Apparently, Christopher Lee used to read The Lord of the Rings once a year. This was a habit he began decades before playing Saruman. He isn't alone. Many people have a favourite book that they read over and over, without it ever becoming stale. If you ask me, the definition of being a successful author is writing something that people not only remember, but enjoy re-reading. Strange as it may seem, not every novel on the bestseller lists has that quality. What is it that keeps readers coming back?
    Important as plot is, it isn't likely to make readers return to a novel, although it might interest them in the next one by the same author. Novels such as thrillers and whodunnits rely on fast-paced, edge-of-the-seat, suspenseful stories with unexpected twists and surprise endings. However, once you've read them, the surprise is gone. If that's all they have no-one's going to give them a second look.
    Beautiful language is a plus, providing it moves the story along and doesn't bring it to a standstill. Depth is another thing that can encourage a second reading–subtext or complex style that reveals more details each time you read it–but here again, writers are likely to deter readers from picking up the novel in the first place if they get the balance wrong.
    The one thing you can rely on to drive all else and bring readers back a second time (or to sequels) is engaging characters. It's Poirot's idiosyncrasies that draw readers back, even though they already know who the murderer is. It's the relationships between the members of the Fellowship that make the characters in The Lord of the Rings live on in readers' imaginations.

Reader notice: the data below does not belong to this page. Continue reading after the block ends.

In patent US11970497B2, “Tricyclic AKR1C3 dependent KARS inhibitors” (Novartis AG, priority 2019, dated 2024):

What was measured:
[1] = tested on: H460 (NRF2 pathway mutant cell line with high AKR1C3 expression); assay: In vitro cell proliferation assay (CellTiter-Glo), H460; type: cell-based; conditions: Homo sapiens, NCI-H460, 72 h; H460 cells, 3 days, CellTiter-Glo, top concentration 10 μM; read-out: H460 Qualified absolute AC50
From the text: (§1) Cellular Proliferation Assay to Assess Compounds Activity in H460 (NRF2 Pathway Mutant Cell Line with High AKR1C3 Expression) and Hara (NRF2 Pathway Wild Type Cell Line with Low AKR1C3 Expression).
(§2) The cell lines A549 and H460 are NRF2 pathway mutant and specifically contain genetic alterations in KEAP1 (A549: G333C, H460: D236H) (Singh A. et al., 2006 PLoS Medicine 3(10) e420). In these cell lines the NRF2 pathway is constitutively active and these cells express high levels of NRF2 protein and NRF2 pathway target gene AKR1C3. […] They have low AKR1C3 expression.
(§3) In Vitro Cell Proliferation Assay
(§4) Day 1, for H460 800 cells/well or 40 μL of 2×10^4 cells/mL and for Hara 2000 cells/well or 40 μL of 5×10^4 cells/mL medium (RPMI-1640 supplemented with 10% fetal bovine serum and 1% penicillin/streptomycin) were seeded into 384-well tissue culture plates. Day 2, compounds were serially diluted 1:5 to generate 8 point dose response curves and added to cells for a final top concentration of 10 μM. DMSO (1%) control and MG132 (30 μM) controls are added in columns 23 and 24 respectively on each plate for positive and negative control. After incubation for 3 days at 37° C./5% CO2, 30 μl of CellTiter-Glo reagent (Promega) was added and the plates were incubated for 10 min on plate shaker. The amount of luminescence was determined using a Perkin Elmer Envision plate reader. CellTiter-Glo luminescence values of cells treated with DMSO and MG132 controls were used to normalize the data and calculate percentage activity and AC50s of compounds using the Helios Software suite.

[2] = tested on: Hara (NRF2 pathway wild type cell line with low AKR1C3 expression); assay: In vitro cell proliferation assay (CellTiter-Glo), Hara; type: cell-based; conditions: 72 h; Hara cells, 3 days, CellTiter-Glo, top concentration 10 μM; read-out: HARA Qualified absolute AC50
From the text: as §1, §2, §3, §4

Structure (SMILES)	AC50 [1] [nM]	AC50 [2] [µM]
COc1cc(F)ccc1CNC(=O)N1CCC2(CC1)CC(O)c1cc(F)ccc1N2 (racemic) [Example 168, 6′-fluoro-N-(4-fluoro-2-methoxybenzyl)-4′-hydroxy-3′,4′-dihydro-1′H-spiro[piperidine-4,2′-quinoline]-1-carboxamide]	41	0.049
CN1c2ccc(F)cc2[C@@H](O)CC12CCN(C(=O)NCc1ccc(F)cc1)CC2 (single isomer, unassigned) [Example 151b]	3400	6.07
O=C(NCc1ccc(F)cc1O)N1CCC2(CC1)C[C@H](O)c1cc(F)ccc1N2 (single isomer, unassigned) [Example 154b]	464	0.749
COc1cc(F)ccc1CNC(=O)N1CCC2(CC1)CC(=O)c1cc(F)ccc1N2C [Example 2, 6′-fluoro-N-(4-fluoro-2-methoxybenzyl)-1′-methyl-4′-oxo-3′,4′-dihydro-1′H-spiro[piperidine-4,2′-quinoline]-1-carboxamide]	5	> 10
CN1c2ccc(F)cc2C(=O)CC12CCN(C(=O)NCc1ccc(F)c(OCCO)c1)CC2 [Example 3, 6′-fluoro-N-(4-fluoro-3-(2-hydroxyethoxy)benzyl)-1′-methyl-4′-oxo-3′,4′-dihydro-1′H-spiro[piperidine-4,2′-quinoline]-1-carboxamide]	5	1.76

Before you begin to write your novel, get to know your characters. What are their back stories? Do you know where they came from, what they like to eat? How do they react to trouble? Can you hear how they talk? The more you know about your characters, the fuller they'll be and the more likely it is that readers will identify with them.
    One word of warning: you can plan a plot, you can create poetic language, but characters will always try to take control and head off in their own direction. Following them can take your novel to interesting places, but they might also lead you down the garden path.